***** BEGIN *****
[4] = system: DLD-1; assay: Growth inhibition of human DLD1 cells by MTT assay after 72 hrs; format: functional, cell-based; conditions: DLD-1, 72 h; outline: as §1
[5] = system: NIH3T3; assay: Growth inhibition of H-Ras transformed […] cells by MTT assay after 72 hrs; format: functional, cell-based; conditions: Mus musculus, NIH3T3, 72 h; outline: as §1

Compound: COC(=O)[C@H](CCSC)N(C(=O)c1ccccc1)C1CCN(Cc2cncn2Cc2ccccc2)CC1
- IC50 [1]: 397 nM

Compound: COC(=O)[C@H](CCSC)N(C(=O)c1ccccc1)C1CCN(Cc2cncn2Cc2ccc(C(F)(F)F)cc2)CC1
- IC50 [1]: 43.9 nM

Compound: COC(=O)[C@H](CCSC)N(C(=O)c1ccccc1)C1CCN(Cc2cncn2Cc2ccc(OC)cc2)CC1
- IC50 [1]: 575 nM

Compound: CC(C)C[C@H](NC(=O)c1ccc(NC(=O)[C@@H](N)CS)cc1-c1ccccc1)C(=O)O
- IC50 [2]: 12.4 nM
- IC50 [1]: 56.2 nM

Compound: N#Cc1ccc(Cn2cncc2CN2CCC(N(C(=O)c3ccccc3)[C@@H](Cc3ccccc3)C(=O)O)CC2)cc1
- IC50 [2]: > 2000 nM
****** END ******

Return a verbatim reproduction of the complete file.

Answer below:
[4] = system: DLD-1; assay: Growth inhibition of human DLD1 cells by MTT assay after 72 hrs; format: functional, cell-based; conditions: DLD-1, 72 h; outline: as §1
[5] = system: NIH3T3; assay: Growth inhibition of H-Ras transformed […] cells by MTT assay after 72 hrs; format: functional, cell-based; conditions: Mus musculus, NIH3T3, 72 h; outline: as §1

Compound: COC(=O)[C@H](CCSC)N(C(=O)c1ccccc1)C1CCN(Cc2cncn2Cc2ccccc2)CC1
- IC50 [1]: 397 nM

Compound: COC(=O)[C@H](CCSC)N(C(=O)c1ccccc1)C1CCN(Cc2cncn2Cc2ccc(C(F)(F)F)cc2)CC1
- IC50 [1]: 43.9 nM

Compound: COC(=O)[C@H](CCSC)N(C(=O)c1ccccc1)C1CCN(Cc2cncn2Cc2ccc(OC)cc2)CC1
- IC50 [1]: 575 nM

Compound: CC(C)C[C@H](NC(=O)c1ccc(NC(=O)[C@@H](N)CS)cc1-c1ccccc1)C(=O)O
- IC50 [2]: 12.4 nM
- IC50 [1]: 56.2 nM

Compound: N#Cc1ccc(Cn2cncc2CN2CCC(N(C(=O)c3ccccc3)[C@@H](Cc3ccccc3)C(=O)O)CC2)cc1
- IC50 [2]: > 2000 nM